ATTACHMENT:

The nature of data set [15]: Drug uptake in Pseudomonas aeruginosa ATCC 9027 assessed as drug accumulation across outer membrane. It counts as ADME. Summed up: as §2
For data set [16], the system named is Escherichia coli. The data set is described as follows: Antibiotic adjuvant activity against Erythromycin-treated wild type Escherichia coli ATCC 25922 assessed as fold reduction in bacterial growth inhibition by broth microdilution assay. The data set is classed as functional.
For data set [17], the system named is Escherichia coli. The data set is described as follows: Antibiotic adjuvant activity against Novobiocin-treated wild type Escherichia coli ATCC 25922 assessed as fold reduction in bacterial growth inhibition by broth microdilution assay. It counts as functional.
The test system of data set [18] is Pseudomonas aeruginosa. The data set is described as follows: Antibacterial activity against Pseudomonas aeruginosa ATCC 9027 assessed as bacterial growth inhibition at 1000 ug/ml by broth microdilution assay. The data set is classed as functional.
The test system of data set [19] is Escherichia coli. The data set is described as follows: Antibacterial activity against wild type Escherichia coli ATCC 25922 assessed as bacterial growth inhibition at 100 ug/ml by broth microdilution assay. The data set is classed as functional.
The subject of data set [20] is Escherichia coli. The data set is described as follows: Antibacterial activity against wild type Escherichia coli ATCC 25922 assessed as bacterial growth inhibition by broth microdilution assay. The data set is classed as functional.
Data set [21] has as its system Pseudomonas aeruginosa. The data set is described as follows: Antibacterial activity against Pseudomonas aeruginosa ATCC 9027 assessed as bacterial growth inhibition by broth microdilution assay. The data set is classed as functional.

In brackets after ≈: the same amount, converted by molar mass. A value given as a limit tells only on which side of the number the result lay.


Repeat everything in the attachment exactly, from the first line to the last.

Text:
The nature of data set [15]: Drug uptake in Pseudomonas aeruginosa ATCC 9027 assessed as drug accumulation across outer membrane. It counts as ADME. Summed up: as §2
For data set [16], the system named is Escherichia coli. The data set is described as follows: Antibiotic adjuvant activity against Erythromycin-treated wild type Escherichia coli ATCC 25922 assessed as fold reduction in bacterial growth inhibition by broth microdilution assay. The data set is classed as functional.
For data set [17], the system named is Escherichia coli. The data set is described as follows: Antibiotic adjuvant activity against Novobiocin-treated wild type Escherichia coli ATCC 25922 assessed as fold reduction in bacterial growth inhibition by broth microdilution assay. It counts as functional.
The test system of data set [18] is Pseudomonas aeruginosa. The data set is described as follows: Antibacterial activity against Pseudomonas aeruginosa ATCC 9027 assessed as bacterial growth inhibition at 1000 ug/ml by broth microdilution assay. The data set is classed as functional.
The test system of data set [19] is Escherichia coli. The data set is described as follows: Antibacterial activity against wild type Escherichia coli ATCC 25922 assessed as bacterial growth inhibition at 100 ug/ml by broth microdilution assay. The data set is classed as functional.
The subject of data set [20] is Escherichia coli. The data set is described as follows: Antibacterial activity against wild type Escherichia coli ATCC 25922 assessed as bacterial growth inhibition by broth microdilution assay. The data set is classed as functional.
Data set [21] has as its system Pseudomonas aeruginosa. The data set is described as follows: Antibacterial activity against Pseudomonas aeruginosa ATCC 9027 assessed as bacterial growth inhibition by broth microdilution assay. The data set is classed as functional.

In brackets after ≈: the same amount, converted by molar mass. A value given as a limit tells only on which side of the number the result lay.